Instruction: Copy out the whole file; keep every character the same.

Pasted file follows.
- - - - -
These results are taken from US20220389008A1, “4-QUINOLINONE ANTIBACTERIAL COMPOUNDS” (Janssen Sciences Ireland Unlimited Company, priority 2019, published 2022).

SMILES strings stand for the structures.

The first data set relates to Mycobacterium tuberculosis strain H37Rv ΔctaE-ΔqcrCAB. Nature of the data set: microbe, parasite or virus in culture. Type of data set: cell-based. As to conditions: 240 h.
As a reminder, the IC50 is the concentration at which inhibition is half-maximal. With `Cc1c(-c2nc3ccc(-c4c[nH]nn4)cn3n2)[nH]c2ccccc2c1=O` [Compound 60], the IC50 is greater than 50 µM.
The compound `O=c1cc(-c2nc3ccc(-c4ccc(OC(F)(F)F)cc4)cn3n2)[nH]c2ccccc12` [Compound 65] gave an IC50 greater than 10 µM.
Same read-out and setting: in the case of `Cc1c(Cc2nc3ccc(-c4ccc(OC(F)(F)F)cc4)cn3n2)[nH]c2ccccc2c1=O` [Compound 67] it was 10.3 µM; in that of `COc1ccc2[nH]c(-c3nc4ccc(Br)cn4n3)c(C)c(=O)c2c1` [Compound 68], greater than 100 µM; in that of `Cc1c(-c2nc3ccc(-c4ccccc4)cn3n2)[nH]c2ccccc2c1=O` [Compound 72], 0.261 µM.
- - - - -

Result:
These results are taken from US20220389008A1, “4-QUINOLINONE ANTIBACTERIAL COMPOUNDS” (Janssen Sciences Ireland Unlimited Company, priority 2019, published 2022).

SMILES strings stand for the structures.

The first data set relates to Mycobacterium tuberculosis strain H37Rv ΔctaE-ΔqcrCAB. Nature of the data set: microbe, parasite or virus in culture. Type of data set: cell-based. As to conditions: 240 h.
As a reminder, the IC50 is the concentration at which inhibition is half-maximal. With `Cc1c(-c2nc3ccc(-c4c[nH]nn4)cn3n2)[nH]c2ccccc2c1=O` [Compound 60], the IC50 is greater than 50 µM.
The compound `O=c1cc(-c2nc3ccc(-c4ccc(OC(F)(F)F)cc4)cn3n2)[nH]c2ccccc12` [Compound 65] gave an IC50 greater than 10 µM.
Same read-out and setting: in the case of `Cc1c(Cc2nc3ccc(-c4ccc(OC(F)(F)F)cc4)cn3n2)[nH]c2ccccc2c1=O` [Compound 67] it was 10.3 µM; in that of `COc1ccc2[nH]c(-c3nc4ccc(Br)cn4n3)c(C)c(=O)c2c1` [Compound 68], greater than 100 µM; in that of `Cc1c(-c2nc3ccc(-c4ccccc4)cn3n2)[nH]c2ccccc2c1=O` [Compound 72], 0.261 µM.